When the Italians join forces with the Allies, however, the German soldiers on Cephallonia turn on the italians, and order a massive execution. Corelli's life is saved by one of the soldiers, who shields him from the worst of the bullets. He has to stay hidden, and as soon as he is well enough, escapes to Italia, promising Pelagia that he will return as soon as the war ends to marry her, and leaving her Antonia, his mandolin, for safekeeping. The Germans become brutal, and Dr Iannis is sent to a camp. Mandras returns, indoctrinated with Communist ideals and having learnt to read. He has read Pelagia's letters and knows that she does not love him, so he tries to rape her. Ashamed, he later commits suicide. Some time after, a baby girl is left on Pelagia's doorstep which she adopts. Dr Iannis comes home traumatised. Life goes on in Cephallonia, momentarily interrupted by a major earthquake, but Corelli does not return, though Pelagia is convinced she sees his ghost. The baby girl, whom Pelagia has named Antonia, grows up and marries.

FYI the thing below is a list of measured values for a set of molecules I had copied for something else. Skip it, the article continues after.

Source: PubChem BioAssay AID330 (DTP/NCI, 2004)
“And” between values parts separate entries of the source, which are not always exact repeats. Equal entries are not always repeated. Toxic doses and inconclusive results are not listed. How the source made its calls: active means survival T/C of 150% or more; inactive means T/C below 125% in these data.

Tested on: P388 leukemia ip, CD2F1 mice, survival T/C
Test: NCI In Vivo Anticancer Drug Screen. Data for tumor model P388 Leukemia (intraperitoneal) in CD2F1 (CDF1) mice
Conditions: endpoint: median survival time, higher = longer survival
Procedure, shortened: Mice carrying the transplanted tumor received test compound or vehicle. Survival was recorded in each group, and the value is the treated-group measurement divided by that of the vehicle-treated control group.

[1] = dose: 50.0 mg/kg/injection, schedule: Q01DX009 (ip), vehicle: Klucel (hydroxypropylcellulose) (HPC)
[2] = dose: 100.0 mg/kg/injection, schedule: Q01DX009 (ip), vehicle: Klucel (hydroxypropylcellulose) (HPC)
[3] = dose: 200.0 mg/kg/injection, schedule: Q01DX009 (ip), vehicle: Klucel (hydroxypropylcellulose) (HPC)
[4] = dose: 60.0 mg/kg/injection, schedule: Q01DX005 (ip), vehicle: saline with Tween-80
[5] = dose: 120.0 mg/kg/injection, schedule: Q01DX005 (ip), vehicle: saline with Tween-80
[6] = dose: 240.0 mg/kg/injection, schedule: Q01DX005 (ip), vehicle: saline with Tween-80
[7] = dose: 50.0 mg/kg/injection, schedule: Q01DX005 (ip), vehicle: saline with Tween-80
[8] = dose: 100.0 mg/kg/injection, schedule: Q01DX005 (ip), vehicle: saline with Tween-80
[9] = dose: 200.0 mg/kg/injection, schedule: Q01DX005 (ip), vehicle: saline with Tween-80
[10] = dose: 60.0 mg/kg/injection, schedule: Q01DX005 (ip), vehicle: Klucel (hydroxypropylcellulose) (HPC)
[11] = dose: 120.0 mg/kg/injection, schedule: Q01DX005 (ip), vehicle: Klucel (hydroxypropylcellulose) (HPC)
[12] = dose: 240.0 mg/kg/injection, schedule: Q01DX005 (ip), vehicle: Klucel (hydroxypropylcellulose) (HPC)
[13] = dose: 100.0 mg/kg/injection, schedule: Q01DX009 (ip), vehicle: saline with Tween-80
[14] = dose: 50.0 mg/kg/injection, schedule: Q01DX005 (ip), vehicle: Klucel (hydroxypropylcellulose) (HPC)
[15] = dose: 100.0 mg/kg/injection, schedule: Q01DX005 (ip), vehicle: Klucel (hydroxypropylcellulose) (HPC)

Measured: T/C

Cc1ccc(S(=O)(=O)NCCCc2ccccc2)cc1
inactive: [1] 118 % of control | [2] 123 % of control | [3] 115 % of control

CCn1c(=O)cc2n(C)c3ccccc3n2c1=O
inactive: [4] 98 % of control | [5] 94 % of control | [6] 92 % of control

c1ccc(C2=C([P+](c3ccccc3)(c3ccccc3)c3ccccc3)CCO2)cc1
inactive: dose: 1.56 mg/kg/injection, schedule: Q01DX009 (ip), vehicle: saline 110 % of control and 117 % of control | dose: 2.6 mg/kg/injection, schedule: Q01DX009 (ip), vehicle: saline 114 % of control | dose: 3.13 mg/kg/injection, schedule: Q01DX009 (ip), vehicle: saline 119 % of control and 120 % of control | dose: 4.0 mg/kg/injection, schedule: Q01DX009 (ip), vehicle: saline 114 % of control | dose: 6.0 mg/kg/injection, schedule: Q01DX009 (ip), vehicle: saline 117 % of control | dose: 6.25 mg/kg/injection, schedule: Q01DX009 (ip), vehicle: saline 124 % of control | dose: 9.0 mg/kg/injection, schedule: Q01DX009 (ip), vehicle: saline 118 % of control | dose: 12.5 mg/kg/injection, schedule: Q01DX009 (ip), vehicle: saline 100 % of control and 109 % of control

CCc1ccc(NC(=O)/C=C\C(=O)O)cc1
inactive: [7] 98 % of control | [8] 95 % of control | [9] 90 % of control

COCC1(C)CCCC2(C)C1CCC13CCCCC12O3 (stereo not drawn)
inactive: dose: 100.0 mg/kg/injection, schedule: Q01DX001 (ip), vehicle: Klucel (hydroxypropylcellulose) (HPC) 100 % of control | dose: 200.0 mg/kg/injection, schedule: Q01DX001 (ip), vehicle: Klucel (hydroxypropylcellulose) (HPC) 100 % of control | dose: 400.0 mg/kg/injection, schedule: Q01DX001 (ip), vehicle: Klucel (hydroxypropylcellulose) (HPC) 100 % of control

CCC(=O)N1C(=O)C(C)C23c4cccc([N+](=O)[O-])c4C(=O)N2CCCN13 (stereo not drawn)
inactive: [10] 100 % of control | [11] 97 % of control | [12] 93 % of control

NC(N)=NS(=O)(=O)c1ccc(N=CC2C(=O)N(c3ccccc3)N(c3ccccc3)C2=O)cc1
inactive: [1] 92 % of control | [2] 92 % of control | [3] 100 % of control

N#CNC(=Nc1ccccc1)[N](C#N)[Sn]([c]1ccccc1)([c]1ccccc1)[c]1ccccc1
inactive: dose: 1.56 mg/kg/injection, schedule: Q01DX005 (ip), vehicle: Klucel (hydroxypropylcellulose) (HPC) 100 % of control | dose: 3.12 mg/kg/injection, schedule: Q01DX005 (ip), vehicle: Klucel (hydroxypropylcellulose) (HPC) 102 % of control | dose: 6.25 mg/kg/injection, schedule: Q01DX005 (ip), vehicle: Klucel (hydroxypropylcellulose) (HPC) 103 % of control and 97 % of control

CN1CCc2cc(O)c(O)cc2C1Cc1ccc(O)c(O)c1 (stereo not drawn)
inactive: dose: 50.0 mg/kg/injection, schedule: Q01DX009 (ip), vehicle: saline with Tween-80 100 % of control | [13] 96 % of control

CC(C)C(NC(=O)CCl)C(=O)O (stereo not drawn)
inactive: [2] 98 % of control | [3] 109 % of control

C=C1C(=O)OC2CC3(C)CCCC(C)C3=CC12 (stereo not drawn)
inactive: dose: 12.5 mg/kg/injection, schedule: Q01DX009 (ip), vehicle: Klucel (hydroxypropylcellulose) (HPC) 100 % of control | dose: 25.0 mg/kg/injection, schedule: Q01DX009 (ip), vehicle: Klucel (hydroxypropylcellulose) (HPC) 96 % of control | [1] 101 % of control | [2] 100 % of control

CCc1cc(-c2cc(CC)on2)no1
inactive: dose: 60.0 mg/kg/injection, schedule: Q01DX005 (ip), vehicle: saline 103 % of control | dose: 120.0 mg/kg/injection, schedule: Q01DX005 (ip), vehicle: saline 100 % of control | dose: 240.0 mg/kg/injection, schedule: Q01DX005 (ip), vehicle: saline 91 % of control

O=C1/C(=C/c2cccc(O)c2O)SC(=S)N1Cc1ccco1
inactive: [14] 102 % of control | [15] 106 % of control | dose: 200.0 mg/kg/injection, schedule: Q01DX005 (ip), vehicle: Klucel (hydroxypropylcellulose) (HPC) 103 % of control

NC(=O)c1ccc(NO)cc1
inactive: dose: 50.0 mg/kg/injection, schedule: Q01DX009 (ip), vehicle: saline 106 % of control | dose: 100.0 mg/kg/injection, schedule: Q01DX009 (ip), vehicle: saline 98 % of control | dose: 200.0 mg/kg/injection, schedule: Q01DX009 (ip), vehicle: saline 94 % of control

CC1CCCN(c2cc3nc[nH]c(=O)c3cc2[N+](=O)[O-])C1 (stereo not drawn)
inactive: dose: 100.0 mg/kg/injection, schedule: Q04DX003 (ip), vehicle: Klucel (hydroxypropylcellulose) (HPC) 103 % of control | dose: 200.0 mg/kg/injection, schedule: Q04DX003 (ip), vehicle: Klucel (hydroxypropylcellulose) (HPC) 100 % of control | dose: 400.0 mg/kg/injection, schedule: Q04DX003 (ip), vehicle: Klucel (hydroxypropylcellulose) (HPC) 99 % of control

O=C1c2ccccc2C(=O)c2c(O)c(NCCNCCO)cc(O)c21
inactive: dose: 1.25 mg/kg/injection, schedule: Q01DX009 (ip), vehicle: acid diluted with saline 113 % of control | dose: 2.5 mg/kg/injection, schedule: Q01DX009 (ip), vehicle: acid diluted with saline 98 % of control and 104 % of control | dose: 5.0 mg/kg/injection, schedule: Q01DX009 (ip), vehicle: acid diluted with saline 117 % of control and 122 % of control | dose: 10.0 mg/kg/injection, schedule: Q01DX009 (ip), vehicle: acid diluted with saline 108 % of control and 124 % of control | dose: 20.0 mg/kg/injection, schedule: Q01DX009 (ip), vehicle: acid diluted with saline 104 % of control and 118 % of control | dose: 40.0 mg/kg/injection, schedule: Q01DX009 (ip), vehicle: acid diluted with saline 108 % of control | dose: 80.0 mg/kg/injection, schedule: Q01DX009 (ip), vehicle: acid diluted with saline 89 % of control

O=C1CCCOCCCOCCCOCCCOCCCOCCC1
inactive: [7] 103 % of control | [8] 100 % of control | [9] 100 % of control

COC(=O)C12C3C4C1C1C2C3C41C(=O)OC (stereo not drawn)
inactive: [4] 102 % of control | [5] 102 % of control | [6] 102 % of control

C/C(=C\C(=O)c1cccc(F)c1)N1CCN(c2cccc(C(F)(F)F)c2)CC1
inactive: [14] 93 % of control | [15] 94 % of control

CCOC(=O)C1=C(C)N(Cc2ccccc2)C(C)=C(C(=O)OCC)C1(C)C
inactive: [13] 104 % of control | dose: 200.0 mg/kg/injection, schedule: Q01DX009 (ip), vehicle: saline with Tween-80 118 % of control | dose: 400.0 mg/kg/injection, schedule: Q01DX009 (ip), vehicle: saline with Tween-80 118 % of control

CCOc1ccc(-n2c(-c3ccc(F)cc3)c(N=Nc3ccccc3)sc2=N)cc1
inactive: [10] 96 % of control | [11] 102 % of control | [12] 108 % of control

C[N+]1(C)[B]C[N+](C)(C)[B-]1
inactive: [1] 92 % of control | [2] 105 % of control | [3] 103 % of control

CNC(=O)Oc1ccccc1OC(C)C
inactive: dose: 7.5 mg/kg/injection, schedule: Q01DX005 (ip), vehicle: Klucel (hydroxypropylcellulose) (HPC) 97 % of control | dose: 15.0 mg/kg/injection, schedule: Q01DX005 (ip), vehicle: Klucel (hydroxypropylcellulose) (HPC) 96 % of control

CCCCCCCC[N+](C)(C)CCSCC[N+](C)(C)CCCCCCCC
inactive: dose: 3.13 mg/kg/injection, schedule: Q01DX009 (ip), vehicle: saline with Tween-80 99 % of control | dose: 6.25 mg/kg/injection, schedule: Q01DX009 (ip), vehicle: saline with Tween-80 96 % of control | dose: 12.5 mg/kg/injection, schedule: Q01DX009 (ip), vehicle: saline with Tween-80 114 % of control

Many years later, an old man visits Pelagia, who is revealed to be Antonio Corelli, now a famous mandolin player. He explains that he did not visit before because, having seen her with baby Antonia on her doorstep and believing her to be married, he was bitter. The novel ends on a happy note.
Captain Corelli's Mandolin explores many varieties of love. We see the initial lust-based love between Pelagia and Mandras, which burns out as a result of the war, and the change it prompts in both of them. Corelli and Pelagia's slow-developing love is the central focus of the novel. Love is described by Dr Iannis as "what is left when the passion has gone", and it certainly appears that this criterion is fulfilled by the love of Corelli and Pelagia. The paternal love of Iannis for Pelagia is also strong and is heavily compared and contrasted to that of Corelli.